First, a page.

For the most part the graphics are pretty well done. Your Vikings are fun, colorful and expressive. Jump down a long pit and watch your the facial expressions your Vikings make! Hi - larious. Their hair flips through the air, they have clean and fluid animations whenever they are running, jumping, shooting arrows, and more. The backgrounds and level designs are a bit of another story. For the most part, levels are fairly bland and repetitive with the same few sprites repeating constantly. I'll admit though, it's very hard to make a spaceship look exciting and many other games have lamer level design and background graphics. The music is nice and funky. It has that early 90's hip-hop stank all over it, and you half expect M.C. Hammer to bust out or Vanilla Ice to bring his "Ninja Rap." While not quite as funky as a game like Toejam and Earl, the soundtrack is fun and works well. The sound effects leave something to be desired as there really aren't too many to speak of. That being said, the presentation of Lost Vikings is better than average.
An example of some of the sassy Viking humor you'll see!
Side Note: The screenshots provided are from the Super NES version. There is a slight difference between the SNES and Genesis versions graphically speaking (I would argue the Super NES one is more detailed) as is usually the case when games are ported across both systems.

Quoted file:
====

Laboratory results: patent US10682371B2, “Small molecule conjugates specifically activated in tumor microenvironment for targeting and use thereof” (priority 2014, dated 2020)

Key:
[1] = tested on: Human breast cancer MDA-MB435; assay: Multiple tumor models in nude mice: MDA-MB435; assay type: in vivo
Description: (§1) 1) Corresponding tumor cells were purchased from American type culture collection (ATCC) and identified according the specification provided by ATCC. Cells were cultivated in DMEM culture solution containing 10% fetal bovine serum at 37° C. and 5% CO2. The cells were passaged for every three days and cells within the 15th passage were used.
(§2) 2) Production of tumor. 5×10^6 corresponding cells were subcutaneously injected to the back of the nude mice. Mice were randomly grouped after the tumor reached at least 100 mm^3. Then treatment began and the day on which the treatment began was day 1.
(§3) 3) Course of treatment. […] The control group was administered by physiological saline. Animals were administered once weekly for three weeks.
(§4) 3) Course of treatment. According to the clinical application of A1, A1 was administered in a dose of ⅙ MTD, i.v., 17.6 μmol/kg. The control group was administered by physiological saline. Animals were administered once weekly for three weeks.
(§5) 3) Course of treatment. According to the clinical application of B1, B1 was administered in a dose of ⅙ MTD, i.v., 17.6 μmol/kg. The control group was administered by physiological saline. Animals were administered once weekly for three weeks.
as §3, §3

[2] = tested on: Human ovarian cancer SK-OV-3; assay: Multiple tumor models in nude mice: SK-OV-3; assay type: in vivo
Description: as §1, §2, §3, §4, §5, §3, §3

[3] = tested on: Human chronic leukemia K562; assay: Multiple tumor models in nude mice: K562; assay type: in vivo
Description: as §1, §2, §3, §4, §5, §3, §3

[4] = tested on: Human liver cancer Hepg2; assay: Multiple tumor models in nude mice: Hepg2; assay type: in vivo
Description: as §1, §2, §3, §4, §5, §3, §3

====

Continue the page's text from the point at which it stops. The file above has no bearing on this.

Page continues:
The difficulty level is exactly as you would expect from a Puzzle/Platformer and is pretty typical of the genre. If you can get 100% of your Lemmings out alive in at least 25% of the levels in that game - you will probably smoke through Lost Vikings in a short weekend. Folks like me who are clumsy at these games will have considerably more trouble - especially once you have to rely on multiple Vikings simultaneously and you don't have a partner to back you up. You will die - constantly. Rumor has it that the Genesis version has more levels than the SNES version - which is good for you guys and gals who want even more of a challenge. The box boasts "over 40 rip-roaring levels." I can give you a guess as to how many I completed successfully in all of the times I've played this game, but let's just say I never saw my way out of that friggin' space ship.
A Viking's Funeral. Get used to seeing this cutscene...
Lost Vikings is an above average puzzleformer in a sea of similar games. The animations are smooth, the gameplay is top-notch among this genre of game, and there is plenty of challenge to be had here. It's a real treat to find 3 player games and this would definitely make for a fun party game (until one of your friends calls you a dirty name because you guys had to see the "Viking funeral" animation for the 400th time.) It's difficult, it's generally a fun time, and it's available for both the SNES and Genesis over at Lukie Games right freakin' now! Get over there!